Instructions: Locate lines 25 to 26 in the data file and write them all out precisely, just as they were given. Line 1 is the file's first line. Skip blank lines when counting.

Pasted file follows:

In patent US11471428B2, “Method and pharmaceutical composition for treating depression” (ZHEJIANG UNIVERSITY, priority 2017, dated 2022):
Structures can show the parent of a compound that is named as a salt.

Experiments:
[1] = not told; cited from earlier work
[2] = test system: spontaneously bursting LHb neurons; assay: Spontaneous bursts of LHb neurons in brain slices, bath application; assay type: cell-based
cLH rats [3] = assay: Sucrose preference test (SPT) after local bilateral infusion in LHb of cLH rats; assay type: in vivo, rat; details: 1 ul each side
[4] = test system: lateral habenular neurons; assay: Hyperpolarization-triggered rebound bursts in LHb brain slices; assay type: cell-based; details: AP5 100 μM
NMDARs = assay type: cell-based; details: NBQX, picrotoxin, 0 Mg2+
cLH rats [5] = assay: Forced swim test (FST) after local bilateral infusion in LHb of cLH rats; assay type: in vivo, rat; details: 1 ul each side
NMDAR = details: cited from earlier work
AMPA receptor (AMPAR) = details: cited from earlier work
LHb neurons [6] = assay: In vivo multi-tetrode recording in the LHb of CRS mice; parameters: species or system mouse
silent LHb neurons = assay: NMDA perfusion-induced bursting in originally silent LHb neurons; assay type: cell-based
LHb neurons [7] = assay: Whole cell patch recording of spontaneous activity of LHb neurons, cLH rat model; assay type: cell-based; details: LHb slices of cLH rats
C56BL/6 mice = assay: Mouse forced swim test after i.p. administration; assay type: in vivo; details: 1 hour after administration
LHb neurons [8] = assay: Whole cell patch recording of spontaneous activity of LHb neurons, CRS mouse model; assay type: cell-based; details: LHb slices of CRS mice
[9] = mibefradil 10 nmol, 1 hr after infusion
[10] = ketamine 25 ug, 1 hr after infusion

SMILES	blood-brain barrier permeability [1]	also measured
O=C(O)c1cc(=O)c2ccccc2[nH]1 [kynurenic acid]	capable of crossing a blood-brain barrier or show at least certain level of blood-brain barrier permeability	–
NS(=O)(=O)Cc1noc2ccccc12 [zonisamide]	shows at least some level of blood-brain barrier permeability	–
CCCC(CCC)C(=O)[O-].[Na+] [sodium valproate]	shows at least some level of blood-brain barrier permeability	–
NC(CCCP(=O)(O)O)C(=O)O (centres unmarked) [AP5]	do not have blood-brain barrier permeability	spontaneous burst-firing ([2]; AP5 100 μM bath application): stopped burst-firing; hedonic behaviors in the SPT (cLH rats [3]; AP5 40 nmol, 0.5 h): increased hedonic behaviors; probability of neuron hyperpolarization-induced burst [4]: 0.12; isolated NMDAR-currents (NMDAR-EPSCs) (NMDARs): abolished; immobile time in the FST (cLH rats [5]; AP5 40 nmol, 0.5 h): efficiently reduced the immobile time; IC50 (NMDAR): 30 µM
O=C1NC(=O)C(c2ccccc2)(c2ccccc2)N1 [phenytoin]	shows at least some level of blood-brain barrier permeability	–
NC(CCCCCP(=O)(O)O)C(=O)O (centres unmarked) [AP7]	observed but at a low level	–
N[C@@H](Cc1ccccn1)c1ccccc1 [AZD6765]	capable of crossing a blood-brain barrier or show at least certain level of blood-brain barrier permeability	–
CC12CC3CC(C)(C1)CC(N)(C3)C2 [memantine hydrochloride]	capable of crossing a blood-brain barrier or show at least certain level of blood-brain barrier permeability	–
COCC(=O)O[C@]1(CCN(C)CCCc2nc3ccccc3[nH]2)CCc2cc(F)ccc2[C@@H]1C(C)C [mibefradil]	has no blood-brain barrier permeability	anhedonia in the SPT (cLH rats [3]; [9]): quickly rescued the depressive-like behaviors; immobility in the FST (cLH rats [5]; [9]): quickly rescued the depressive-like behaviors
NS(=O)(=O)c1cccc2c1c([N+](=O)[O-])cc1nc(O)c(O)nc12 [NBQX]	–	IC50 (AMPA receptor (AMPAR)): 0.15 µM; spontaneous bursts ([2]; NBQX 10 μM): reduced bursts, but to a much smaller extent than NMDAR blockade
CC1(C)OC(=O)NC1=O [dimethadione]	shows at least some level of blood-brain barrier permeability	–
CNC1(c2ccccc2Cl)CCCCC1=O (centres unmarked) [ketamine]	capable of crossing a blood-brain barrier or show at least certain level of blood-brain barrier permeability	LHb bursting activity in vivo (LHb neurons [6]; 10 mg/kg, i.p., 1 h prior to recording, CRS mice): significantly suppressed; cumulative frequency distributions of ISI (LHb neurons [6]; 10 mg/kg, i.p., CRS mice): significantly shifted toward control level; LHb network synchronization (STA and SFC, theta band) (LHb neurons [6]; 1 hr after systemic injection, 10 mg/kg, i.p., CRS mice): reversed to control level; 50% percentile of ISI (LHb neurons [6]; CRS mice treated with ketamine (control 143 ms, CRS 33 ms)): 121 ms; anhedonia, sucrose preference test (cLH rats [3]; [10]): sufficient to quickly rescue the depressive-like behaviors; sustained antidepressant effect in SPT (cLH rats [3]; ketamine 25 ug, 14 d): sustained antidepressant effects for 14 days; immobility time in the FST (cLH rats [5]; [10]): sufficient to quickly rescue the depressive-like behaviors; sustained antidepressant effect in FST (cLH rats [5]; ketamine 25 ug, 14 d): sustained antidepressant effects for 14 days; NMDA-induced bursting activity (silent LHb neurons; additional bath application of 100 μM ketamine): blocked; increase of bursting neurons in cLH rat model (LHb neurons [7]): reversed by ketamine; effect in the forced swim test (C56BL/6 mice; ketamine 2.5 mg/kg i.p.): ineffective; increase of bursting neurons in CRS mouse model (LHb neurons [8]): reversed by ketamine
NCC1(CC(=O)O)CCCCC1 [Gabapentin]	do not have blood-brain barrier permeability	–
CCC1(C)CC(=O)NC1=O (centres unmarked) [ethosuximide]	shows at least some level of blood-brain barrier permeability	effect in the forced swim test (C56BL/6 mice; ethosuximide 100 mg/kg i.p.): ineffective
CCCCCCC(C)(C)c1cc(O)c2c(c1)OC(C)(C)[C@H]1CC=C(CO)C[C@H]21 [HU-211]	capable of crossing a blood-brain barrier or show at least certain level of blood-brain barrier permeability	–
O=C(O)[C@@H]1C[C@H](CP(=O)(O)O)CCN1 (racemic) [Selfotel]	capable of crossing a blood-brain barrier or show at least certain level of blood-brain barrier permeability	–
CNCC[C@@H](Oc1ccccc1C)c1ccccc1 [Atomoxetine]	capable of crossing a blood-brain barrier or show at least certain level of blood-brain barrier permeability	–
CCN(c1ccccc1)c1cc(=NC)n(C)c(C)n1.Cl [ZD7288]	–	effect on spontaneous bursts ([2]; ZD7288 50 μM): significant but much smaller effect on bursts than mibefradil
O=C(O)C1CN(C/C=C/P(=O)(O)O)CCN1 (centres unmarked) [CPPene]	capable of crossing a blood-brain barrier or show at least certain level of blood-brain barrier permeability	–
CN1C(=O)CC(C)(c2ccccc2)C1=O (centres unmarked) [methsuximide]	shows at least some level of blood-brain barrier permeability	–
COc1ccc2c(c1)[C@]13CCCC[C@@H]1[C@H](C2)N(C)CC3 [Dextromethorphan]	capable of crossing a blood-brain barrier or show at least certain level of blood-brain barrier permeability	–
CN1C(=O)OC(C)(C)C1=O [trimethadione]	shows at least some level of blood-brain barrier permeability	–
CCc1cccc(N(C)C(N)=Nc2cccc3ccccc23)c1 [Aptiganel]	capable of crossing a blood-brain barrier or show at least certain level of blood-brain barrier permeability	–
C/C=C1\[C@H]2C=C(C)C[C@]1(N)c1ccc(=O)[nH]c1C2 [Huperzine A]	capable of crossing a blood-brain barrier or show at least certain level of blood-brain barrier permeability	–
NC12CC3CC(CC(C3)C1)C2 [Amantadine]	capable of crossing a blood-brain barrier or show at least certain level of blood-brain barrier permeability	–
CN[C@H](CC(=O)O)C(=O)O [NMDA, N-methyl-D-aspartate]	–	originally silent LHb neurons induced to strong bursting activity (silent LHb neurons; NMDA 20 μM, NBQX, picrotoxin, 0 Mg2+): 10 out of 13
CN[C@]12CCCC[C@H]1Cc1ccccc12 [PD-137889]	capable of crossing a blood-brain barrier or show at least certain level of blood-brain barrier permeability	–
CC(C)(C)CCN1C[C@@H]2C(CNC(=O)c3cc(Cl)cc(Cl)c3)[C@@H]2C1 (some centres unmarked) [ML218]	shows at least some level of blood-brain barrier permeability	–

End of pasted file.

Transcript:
NC(CCCCCP(=O)(O)O)C(=O)O (centres unmarked) [AP7]	observed but at a low level	–
N[C@@H](Cc1ccccn1)c1ccccc1 [AZD6765]	capable of crossing a blood-brain barrier or show at least certain level of blood-brain barrier permeability	–